One of my favourite people from Falkirk’s past is the celebrated Grahamston teacher James Grosart who ran an ‘adventure school’ in Bryson Street in the 1800s. James showed an aptitude for learning while at school and later served as an apprentice weaver before assisting his father sailing barges on the canal between Grangemouth and Glasgow.
In 1820 he took over the school run by his older brother Thomas, who had drowned while bathing in the same canal. Rather than leave the pupils without a teacher, James, aged just 19, reluctantly took over.
It was the start of 50 years unbroken service in which the reputation of the school and the teacher spread far and wide. In those days it was possible for anybody to start a school simply by finding premises and advertising their services for a fee.
The Parish School was so overcrowded that children in the growing suburbs found it nearly impossible to find a place and parents were very willing to pay James Grosart and others. He was a natural, balancing the sheer pleasure of learning with the development of practical skills which was in keeping with the intellectual spirit of the age.
The school quickly became a mecca for people of all ages seeking instruction in a bewildering variety of subjects. One former pupil remembered Grosart’s classroom as a place of wonderment saying: “Above the entrance door was a music board, which had always some new song or hymn on it, in staff or sol-fa notation. The walls were covered by maps mostly of his own painting.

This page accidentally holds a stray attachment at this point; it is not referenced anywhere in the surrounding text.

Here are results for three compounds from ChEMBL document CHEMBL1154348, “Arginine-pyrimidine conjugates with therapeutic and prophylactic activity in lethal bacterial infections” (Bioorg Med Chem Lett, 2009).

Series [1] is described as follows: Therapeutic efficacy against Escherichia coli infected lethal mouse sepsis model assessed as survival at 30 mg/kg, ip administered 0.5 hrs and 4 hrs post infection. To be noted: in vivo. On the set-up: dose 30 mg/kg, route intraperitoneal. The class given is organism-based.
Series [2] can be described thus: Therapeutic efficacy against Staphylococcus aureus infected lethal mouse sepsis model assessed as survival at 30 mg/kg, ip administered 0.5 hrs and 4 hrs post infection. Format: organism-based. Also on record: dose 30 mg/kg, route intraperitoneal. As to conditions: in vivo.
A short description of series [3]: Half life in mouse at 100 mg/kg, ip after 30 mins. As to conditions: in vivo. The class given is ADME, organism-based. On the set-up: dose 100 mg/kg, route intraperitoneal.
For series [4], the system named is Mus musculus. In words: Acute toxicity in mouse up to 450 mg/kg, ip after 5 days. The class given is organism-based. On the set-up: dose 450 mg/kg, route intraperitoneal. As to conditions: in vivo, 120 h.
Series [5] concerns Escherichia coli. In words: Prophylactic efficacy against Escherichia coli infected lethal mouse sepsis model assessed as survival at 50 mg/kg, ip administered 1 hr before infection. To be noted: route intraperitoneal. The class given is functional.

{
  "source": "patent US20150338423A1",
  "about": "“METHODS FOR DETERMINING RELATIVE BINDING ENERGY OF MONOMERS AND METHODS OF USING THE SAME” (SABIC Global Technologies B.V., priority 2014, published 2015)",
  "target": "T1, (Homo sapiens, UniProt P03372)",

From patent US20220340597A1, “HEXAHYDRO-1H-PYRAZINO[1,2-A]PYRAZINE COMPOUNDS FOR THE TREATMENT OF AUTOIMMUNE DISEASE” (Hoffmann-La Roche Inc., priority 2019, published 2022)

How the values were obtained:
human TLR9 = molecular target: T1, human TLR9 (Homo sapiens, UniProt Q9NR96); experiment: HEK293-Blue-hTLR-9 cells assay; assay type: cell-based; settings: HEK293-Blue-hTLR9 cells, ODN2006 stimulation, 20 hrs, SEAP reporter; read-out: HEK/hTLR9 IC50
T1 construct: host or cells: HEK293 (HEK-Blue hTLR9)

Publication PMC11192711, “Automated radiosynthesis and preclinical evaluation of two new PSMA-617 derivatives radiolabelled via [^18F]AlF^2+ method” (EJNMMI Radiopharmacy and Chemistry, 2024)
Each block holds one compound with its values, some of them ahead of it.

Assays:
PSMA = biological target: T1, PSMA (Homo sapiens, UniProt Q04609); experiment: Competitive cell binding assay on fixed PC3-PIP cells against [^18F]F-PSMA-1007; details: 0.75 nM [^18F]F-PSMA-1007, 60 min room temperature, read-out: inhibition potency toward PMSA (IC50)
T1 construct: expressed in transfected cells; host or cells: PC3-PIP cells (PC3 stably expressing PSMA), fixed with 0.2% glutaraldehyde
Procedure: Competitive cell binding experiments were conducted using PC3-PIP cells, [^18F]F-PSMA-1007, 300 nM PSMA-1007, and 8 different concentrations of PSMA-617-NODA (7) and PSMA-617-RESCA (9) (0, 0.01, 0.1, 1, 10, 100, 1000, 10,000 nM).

“Above the fireplace were illustrations of the principles of mechanics with a working model of a steam-engine in sections, all made by his own hands. The centre ornament of the roof was the mariner’s compass, with all the points carefully painted in true position. The remainder of the roof was covered with various constellations of the starry firmament. He managed to keep a crowded school going in full swing, from the infants in one corner to the sailors in the other learning navigation. Whoever heard Mr Grosart recite ‘Mary, the Maid of the Inn,’ and did not feel every hair standing up and their blood curdling? He seemed to throw his whole soul into it, and photographed the picture on their minds.”
Fortunately his ‘Falkirk on Tryst Night’ painting has survived. It depicts the area below the town steeple in the early years of the 19th century looking towards the south side of the High Street. The building on the far left is where Waterstones stands today. After Grosart’s death in 1891 some of his friends prepared a ‘key’ to the picture naming all the characters on show, like Dan McNee the ‘dandy barber’ standing on the steps to the right with Thomas Aitken the town drummer in front.
Post Geordie in red cloak is aboard the mail coach outside the Post Office and butchers Sandy Bulloch, Sandie Baird and James Hutton are at their tables. In the centre is the old Cross Well and to the right the ‘tron’ or public weighing machine with wee ‘Stibbie Stibbie’ and ‘Puddin Geordie’ in between at the entrance to the Blue Bell Close. Peeping out at the back is ‘Betty the Cellerer’.
The painting is now in Falkirk Museum and is a link to an important part of Falkirk’s history and to one of our greatest ever Bairns.